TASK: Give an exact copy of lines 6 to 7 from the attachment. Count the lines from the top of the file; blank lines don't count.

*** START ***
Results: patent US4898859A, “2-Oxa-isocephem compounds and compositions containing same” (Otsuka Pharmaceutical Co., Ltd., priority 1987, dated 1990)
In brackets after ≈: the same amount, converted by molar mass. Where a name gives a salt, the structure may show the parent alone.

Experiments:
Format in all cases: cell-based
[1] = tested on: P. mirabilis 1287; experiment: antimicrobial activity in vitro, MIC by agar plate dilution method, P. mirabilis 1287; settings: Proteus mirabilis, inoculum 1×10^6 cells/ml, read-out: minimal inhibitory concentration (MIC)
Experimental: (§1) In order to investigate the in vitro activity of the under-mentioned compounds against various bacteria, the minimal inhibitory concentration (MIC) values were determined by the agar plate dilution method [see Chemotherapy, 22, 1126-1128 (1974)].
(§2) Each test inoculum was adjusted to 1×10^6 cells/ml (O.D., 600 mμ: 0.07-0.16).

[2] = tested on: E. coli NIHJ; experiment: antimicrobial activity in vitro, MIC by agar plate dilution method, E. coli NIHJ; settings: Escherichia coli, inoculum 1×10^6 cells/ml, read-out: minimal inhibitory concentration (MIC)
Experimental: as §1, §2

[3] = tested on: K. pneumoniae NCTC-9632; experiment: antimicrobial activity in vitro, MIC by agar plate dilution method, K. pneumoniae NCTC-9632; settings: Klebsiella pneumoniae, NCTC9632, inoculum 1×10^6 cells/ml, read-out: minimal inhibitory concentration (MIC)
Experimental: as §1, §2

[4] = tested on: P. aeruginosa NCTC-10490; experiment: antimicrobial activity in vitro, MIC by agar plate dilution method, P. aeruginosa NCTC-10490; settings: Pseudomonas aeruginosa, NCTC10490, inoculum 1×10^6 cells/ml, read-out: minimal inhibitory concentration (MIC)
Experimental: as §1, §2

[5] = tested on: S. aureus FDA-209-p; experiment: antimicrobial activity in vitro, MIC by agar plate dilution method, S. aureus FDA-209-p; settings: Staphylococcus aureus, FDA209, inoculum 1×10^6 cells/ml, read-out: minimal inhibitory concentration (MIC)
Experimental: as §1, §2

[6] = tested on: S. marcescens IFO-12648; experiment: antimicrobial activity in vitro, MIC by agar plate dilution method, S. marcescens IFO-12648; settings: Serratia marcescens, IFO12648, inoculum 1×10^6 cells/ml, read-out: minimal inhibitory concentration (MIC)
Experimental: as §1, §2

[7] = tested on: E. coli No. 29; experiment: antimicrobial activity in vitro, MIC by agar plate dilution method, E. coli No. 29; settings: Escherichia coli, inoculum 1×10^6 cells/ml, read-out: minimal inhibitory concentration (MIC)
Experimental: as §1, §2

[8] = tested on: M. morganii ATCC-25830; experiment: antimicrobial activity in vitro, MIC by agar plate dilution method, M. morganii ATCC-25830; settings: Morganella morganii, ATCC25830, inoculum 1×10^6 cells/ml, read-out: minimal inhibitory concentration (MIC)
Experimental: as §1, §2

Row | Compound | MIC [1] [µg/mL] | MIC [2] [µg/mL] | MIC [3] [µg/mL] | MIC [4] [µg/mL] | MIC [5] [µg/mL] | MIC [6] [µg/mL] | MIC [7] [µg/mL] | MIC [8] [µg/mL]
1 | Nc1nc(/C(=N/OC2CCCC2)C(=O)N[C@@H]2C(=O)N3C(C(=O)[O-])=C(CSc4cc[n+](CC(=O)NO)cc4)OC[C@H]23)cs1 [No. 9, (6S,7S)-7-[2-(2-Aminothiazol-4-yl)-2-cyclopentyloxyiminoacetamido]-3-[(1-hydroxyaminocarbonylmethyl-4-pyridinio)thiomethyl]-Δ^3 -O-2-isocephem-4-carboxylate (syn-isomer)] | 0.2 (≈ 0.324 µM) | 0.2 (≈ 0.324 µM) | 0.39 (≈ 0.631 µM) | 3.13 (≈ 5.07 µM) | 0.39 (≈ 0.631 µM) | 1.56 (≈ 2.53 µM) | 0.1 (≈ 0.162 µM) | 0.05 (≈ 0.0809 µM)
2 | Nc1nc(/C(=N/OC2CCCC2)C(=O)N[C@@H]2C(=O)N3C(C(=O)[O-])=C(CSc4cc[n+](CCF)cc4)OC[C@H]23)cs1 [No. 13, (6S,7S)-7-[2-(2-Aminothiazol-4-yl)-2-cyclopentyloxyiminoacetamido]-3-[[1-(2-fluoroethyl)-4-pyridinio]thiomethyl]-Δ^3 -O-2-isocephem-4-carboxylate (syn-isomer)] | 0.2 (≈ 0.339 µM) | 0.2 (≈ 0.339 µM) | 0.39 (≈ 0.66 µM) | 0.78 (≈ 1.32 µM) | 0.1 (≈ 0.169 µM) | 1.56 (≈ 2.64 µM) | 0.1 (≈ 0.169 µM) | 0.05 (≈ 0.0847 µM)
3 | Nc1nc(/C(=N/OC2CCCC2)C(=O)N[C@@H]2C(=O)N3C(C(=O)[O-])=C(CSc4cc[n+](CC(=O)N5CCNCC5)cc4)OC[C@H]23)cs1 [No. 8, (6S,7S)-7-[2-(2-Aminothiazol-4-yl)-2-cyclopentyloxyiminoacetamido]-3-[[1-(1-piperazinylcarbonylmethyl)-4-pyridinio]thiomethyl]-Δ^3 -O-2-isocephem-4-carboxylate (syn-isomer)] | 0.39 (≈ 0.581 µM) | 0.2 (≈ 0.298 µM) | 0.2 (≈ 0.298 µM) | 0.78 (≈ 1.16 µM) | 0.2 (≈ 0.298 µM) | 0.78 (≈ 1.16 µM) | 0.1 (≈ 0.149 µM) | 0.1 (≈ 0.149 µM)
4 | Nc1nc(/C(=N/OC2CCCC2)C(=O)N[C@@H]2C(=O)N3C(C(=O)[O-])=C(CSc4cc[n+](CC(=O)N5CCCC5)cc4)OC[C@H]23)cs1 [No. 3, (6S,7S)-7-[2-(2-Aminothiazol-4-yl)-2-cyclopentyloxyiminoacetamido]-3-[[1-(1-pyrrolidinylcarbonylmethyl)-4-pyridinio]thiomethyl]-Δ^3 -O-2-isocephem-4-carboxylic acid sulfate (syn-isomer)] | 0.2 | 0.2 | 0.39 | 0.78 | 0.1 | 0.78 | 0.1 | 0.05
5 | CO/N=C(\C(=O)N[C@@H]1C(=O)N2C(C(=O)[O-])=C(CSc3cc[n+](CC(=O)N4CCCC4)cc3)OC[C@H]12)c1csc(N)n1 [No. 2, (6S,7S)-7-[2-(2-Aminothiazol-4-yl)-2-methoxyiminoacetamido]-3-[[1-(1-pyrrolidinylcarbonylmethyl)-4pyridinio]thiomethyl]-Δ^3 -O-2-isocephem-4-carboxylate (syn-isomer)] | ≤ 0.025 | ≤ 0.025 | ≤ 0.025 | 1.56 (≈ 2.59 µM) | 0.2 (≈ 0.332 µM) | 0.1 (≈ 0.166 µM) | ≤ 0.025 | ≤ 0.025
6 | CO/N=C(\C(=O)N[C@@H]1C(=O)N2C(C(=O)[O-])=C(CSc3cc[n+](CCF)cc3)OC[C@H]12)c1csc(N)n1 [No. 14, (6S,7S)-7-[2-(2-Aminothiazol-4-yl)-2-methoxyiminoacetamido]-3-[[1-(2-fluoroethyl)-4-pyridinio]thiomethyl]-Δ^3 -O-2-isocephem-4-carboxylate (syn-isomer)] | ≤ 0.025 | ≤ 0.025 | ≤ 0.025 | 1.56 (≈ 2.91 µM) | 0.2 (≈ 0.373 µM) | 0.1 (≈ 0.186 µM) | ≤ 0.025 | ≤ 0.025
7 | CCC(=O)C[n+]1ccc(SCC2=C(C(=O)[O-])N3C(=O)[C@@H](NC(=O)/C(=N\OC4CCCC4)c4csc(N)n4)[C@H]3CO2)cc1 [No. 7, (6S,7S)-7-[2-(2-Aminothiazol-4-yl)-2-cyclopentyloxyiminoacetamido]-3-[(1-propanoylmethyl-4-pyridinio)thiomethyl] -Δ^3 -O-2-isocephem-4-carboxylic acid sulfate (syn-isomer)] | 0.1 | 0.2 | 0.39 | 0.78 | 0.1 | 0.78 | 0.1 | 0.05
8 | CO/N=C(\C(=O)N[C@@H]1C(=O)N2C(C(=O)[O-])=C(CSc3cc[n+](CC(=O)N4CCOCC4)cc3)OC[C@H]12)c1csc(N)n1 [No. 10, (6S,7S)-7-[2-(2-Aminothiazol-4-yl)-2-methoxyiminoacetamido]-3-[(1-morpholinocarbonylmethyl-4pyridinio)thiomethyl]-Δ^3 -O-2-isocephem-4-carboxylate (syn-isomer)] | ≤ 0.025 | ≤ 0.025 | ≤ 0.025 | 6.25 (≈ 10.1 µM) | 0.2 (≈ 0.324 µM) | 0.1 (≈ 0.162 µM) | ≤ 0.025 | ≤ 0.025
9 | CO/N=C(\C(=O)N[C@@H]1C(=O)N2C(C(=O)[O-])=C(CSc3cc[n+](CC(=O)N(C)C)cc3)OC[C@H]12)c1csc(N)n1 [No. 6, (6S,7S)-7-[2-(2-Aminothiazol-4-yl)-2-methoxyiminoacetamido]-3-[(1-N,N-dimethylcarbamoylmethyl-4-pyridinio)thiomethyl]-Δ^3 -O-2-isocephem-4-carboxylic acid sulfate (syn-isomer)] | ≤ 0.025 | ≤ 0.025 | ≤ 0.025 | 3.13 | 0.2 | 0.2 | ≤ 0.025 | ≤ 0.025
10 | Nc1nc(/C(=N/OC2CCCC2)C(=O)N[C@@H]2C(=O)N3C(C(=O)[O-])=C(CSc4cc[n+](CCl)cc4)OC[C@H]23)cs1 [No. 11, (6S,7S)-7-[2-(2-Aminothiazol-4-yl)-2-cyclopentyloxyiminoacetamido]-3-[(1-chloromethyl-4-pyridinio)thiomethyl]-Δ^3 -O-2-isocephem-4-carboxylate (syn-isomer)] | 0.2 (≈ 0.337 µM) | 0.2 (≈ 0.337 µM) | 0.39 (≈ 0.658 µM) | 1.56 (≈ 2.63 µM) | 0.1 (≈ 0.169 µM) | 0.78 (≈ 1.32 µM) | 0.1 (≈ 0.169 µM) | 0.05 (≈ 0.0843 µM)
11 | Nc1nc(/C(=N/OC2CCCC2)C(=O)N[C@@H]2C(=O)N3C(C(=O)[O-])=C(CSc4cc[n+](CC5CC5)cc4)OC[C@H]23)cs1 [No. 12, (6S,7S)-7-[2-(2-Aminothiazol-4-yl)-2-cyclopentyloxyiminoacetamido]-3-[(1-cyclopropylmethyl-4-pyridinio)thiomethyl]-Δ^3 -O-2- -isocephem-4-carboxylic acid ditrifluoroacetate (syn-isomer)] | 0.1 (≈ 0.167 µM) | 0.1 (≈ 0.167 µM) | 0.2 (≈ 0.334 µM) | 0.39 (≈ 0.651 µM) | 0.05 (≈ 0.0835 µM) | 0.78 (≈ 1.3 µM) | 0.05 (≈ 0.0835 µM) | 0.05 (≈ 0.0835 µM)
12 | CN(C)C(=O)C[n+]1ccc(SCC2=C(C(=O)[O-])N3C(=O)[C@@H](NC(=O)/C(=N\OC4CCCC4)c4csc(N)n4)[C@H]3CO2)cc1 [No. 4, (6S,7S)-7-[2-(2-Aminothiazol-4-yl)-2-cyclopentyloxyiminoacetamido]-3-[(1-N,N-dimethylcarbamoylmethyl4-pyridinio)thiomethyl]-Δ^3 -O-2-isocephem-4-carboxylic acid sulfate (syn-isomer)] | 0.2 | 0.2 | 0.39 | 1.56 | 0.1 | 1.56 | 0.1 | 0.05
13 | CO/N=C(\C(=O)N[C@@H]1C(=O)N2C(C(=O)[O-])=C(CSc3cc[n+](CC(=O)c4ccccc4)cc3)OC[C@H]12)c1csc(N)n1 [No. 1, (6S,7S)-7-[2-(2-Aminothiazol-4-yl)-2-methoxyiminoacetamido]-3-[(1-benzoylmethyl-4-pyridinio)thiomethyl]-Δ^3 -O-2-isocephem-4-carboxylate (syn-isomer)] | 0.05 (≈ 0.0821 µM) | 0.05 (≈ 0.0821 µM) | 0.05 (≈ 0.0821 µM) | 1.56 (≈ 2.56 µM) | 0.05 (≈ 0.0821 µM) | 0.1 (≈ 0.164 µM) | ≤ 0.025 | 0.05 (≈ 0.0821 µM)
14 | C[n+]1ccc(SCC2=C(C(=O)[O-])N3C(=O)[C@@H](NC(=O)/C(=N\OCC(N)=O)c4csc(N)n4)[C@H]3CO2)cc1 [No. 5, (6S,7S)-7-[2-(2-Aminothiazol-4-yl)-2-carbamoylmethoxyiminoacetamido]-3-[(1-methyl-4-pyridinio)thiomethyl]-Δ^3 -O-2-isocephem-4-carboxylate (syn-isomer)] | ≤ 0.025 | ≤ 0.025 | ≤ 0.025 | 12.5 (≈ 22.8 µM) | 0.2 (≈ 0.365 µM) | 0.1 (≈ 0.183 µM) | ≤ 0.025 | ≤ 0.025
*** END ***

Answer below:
Experimental: (§1) In order to investigate the in vitro activity of the under-mentioned compounds against various bacteria, the minimal inhibitory concentration (MIC) values were determined by the agar plate dilution method [see Chemotherapy, 22, 1126-1128 (1974)].
(§2) Each test inoculum was adjusted to 1×10^6 cells/ml (O.D., 600 mμ: 0.07-0.16).